shahar pe'er at Madrid Open_311.
(photo credit: Reuters)
LONDON – Trying to pick a winner in the women’s draw for this year’s
French Open is like trying to get a ticket for the final – nearly
Rarely could there have been a more wide open grand slam with
world No. 1 Caroline Wozniacki, last year’s winner Francesca Schiavone,
injury-troubled Kim Clijsters and suddenly resurgent Maria Sharapova all in with
Equally, they could all crash out in the early rounds on the
Roland Garros clay, such is the splintered nature of women’s tennis at the
With Venus and Serena Williams still ruled out with injury and
Dinara Safina taking an indefinite break from the game, absolutely anything
could happen in the west of Paris.
An outsider could easily emerge from
the pack to take unexpected glory on June 4, just like Italian Schiavone did
last year when capturing her first grand slam crown.
Goerges stunned Wozniacki to win the Stuttgart title last month and then got to
the Madrid semifinals before losing to in-form Victoria Azarenka of Belarus,
another potential winner.
“The same as anybody else,” world No. 18
Goerges said when asked about her chances of taking the title.
talk about the French Open there are 128 girls playing unbelievable tennis and
hungry as hell. A lot of people have a chance of going far and there are always
surprises and there will be again this year, I’m sure.”
Shahar Pe’er, whose form has plummeted recently along with her ranking
(currently 20), could make a run into the second week after reaching the last 16
in Paris last year.
Wozniacki – top-ranked but still to win a major – is
creaking under the weight of the millstone round her neck, and although she won
her first clay-court tournament of the year in Charleston, the Dane has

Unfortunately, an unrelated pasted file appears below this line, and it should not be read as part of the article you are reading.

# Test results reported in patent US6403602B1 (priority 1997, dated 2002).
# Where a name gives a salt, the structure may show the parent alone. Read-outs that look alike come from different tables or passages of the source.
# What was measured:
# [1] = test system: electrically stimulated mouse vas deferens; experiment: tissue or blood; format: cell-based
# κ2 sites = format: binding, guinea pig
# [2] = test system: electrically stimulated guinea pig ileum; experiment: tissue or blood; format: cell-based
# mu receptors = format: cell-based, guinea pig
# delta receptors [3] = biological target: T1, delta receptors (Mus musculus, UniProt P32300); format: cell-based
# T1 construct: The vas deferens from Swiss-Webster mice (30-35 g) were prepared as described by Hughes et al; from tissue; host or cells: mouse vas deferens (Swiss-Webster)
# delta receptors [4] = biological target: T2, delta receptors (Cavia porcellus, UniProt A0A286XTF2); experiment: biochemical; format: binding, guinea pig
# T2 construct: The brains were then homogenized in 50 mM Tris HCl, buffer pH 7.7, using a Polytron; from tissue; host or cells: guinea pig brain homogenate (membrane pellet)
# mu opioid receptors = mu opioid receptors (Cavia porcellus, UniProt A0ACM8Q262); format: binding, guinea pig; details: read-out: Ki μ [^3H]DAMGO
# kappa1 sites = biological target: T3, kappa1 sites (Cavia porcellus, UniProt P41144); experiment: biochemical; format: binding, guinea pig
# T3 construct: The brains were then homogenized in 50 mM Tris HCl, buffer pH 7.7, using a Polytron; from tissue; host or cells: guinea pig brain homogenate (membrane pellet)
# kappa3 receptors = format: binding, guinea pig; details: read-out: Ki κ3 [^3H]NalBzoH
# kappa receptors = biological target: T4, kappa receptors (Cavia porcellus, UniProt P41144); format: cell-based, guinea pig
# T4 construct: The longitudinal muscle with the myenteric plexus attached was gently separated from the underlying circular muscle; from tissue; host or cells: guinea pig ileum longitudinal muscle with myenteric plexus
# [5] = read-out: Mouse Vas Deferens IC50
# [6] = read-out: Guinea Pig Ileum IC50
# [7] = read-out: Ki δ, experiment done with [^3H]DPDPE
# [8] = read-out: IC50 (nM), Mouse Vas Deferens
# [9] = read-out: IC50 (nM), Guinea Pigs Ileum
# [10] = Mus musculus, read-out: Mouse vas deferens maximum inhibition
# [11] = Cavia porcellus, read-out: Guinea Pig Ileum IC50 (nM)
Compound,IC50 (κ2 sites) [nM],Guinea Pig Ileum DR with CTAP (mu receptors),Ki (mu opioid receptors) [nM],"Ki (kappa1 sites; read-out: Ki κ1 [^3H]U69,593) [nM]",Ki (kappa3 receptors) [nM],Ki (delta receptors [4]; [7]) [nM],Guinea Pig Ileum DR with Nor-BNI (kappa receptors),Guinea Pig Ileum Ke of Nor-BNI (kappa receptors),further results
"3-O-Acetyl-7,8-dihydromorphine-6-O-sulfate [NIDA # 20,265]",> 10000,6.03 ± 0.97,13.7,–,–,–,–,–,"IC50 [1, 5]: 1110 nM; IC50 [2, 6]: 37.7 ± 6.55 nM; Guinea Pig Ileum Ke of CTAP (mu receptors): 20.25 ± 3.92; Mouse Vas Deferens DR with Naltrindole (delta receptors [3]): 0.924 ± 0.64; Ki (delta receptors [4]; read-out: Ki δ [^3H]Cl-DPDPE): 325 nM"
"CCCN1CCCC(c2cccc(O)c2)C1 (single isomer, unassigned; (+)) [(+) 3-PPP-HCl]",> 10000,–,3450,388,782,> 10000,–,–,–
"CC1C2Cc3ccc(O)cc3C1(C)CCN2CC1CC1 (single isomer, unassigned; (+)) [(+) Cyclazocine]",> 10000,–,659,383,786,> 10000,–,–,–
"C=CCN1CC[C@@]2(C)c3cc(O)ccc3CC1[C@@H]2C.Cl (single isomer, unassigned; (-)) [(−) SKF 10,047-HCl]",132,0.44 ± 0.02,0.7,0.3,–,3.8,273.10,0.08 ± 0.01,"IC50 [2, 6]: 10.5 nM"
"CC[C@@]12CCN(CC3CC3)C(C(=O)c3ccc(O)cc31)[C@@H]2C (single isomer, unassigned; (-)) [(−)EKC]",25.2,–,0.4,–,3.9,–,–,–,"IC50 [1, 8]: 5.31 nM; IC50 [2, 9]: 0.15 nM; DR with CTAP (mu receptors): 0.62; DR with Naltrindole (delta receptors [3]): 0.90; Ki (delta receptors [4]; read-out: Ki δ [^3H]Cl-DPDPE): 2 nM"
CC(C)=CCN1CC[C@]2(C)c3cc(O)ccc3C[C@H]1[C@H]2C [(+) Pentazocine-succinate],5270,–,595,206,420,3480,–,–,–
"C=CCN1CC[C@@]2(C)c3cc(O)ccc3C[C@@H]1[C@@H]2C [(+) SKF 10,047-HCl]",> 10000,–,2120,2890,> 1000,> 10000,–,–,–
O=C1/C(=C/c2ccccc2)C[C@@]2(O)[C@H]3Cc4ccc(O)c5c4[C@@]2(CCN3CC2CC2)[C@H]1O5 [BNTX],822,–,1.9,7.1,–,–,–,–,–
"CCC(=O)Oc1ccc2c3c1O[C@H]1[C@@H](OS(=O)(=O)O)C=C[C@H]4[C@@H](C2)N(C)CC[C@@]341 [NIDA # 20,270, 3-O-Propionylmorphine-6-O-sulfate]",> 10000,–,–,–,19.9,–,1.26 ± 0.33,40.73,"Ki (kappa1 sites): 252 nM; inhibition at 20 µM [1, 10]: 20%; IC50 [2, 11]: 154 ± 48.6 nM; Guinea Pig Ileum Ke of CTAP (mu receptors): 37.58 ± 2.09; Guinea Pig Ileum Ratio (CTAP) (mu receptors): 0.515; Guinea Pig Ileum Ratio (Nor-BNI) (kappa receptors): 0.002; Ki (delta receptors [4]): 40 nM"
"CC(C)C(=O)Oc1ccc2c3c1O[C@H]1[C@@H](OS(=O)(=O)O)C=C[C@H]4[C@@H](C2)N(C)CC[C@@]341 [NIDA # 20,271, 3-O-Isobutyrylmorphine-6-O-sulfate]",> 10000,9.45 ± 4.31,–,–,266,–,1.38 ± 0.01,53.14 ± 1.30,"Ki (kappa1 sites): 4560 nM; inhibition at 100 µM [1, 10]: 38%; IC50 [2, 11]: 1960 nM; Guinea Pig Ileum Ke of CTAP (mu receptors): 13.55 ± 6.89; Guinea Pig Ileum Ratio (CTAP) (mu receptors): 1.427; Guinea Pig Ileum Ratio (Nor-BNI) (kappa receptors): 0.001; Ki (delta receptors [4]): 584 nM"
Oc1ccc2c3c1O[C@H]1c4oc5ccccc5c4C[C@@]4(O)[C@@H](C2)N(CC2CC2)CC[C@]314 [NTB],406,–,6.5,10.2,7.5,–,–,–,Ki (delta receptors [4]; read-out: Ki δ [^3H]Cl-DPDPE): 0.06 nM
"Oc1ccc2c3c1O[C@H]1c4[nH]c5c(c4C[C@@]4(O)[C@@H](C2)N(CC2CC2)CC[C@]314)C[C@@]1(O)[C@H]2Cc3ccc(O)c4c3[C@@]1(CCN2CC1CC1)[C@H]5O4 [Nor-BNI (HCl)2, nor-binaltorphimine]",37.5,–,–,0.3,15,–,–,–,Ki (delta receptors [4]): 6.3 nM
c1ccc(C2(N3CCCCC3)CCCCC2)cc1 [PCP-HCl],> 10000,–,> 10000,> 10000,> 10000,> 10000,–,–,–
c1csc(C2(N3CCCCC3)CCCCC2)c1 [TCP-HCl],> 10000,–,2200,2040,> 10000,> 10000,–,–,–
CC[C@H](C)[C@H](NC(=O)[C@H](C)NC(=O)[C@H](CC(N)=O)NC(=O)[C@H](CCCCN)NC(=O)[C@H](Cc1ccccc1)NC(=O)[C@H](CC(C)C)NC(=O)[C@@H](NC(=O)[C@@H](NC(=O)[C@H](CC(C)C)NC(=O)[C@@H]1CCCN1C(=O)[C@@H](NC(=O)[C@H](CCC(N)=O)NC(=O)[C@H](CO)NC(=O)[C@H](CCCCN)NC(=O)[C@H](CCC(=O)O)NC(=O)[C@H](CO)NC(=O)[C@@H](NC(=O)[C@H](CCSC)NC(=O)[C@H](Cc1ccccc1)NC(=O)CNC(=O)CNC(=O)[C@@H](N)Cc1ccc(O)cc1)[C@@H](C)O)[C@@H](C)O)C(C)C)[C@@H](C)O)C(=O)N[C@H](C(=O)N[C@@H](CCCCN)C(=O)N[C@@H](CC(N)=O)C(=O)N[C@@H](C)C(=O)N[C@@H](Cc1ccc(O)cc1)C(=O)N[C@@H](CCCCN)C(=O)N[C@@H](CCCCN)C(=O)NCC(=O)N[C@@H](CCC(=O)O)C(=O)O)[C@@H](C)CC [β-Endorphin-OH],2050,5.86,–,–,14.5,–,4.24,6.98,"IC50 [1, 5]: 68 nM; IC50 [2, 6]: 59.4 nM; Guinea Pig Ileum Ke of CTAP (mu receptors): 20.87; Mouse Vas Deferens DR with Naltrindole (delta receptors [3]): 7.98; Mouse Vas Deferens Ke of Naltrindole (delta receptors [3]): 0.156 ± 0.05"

Sharapova, yet to win the French having claimed the
other three grand slams, has suffered a string of injuries but routed Wozniacki
in the Rome semifinal last week before beating last year’s Paris runner-up
Samantha Stosur in the final.
Her uncompromising streak underlines her
newfound confidence having almost disappeared from many fans’ radars following
her last grand slam success at the 2008 Australian Open.
“I find it
difficult to be having dinner with someone one night and then having to play
them two days later, because it is at the end of the day an individual sport and
we are all very competitive,” she said.
Clay had never seemed to suit the
Russian’s game especially but her raw power might even be an asset on the red
stuff given the frailties of many in the draw.
World No. 2 Clijsters
might have been a clear favorite for the title two months ago but after shoulder
and wrist problems and then seriously injuring her ankle at her cousin’s
wedding, the Belgian is struggling to be fully fit.
Clijsters has never taken the Roland Garros crown and with plans afoot to quit
the game for second time next year, she is running out of time for glory on the
Ninth-ranked Petra Kvitova of the Czech Republic, who has a liking
for the French capital having won the Paris Open in February, is another
possible title challenger if fit while Li Na of China lost to Clijsters in
January’s Australian Open final and cannot be discounted.